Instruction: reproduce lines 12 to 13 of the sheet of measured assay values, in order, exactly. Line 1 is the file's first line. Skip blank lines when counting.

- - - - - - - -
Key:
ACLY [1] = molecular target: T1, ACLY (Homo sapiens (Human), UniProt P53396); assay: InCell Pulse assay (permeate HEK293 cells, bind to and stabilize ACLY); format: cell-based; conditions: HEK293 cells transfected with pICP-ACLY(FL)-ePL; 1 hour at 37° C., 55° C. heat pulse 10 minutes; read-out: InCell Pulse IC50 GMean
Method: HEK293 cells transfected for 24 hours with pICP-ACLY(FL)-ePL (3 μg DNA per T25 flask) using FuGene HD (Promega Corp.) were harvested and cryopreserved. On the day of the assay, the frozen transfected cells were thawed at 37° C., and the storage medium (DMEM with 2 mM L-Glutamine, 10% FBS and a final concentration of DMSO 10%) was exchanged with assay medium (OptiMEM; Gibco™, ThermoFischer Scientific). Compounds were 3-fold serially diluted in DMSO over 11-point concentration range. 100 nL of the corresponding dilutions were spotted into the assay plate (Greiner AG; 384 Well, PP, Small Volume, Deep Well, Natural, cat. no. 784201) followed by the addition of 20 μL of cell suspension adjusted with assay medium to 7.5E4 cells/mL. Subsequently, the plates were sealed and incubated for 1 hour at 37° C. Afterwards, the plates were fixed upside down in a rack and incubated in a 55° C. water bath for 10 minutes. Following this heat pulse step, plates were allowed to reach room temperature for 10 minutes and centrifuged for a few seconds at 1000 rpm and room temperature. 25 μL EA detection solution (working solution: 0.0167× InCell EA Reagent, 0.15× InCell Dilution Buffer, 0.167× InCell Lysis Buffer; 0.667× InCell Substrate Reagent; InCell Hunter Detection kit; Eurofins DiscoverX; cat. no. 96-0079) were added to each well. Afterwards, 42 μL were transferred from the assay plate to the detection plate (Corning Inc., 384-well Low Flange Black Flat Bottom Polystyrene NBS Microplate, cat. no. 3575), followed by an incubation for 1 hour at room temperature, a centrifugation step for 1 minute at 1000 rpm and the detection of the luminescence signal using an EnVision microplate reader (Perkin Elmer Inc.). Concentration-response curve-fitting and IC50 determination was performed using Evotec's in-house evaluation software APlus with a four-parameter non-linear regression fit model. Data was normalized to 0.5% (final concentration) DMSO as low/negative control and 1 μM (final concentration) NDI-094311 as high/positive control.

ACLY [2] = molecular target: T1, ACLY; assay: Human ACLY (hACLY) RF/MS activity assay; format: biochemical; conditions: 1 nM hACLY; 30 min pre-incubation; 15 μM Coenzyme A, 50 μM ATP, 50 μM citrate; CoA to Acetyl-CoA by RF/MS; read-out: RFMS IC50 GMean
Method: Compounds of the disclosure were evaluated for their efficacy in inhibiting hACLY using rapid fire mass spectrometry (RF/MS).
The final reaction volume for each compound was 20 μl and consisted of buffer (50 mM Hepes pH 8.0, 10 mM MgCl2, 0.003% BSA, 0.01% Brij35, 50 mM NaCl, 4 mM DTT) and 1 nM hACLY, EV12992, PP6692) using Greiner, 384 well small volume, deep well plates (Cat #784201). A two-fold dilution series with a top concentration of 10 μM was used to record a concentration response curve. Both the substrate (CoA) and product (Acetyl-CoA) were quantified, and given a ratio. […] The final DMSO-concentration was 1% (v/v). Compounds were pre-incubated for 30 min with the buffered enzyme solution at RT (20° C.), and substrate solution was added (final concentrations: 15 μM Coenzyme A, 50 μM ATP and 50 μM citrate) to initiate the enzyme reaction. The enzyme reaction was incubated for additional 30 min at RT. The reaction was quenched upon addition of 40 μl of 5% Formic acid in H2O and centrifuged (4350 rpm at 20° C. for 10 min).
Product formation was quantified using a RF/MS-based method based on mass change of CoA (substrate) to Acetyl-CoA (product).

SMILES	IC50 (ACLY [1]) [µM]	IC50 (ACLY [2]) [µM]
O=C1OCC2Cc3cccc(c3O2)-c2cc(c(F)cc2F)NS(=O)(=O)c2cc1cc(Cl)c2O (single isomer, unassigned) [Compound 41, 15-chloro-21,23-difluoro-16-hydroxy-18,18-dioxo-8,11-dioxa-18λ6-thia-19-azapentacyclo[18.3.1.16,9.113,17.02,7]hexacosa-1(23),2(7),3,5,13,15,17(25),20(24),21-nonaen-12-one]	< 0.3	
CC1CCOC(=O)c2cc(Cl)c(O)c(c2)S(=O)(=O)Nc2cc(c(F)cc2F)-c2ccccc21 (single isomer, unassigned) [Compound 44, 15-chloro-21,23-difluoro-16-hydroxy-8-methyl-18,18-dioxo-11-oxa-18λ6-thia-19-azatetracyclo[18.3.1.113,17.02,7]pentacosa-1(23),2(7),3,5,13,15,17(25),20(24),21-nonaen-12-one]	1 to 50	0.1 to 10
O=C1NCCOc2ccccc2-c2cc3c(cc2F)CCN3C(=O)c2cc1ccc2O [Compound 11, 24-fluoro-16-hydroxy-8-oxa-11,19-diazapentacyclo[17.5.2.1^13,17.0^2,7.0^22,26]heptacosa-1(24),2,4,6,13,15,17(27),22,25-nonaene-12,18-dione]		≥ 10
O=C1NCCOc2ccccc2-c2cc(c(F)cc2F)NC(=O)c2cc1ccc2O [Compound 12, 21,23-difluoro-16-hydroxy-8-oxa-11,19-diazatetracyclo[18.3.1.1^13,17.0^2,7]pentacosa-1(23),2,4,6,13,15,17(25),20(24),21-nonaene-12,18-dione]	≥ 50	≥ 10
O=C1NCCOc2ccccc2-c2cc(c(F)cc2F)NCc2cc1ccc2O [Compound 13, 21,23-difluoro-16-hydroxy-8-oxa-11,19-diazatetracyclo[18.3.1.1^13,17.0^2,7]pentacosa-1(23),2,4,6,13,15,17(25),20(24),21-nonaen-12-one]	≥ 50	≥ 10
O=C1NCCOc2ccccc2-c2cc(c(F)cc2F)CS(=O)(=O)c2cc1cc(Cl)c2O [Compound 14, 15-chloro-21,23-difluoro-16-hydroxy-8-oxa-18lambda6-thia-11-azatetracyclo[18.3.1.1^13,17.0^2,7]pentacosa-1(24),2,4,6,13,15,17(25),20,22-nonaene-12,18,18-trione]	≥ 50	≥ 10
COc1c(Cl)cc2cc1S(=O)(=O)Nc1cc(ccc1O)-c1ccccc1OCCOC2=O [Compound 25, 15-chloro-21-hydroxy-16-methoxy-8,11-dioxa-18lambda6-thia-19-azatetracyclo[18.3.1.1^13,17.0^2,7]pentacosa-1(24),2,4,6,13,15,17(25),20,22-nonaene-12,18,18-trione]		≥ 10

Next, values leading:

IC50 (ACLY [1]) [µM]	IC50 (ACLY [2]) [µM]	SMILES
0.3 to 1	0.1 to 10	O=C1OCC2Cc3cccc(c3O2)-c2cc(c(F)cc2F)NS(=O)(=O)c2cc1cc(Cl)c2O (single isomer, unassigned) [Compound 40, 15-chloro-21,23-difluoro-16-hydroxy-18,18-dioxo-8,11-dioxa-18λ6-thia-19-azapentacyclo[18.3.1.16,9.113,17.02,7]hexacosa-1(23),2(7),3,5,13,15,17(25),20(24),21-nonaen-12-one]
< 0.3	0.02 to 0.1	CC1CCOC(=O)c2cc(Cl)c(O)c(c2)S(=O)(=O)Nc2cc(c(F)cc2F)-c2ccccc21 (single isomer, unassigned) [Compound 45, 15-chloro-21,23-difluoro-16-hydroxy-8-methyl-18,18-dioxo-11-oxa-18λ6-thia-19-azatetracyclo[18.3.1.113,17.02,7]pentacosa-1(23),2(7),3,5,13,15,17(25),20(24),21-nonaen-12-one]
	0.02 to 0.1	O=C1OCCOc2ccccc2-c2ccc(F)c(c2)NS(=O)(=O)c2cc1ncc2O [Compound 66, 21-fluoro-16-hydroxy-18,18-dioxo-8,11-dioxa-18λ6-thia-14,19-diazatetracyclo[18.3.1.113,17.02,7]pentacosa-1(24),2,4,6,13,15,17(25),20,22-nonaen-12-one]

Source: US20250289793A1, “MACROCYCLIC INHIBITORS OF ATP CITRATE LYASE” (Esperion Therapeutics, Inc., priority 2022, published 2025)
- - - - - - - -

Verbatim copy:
O=C1NCCOc2ccccc2-c2cc(c(F)cc2F)NC(=O)c2cc1ccc2O [Compound 12, 21,23-difluoro-16-hydroxy-8-oxa-11,19-diazatetracyclo[18.3.1.1^13,17.0^2,7]pentacosa-1(23),2,4,6,13,15,17(25),20(24),21-nonaene-12,18-dione]	≥ 50	≥ 10
O=C1NCCOc2ccccc2-c2cc(c(F)cc2F)NCc2cc1ccc2O [Compound 13, 21,23-difluoro-16-hydroxy-8-oxa-11,19-diazatetracyclo[18.3.1.1^13,17.0^2,7]pentacosa-1(23),2,4,6,13,15,17(25),20(24),21-nonaen-12-one]	≥ 50	≥ 10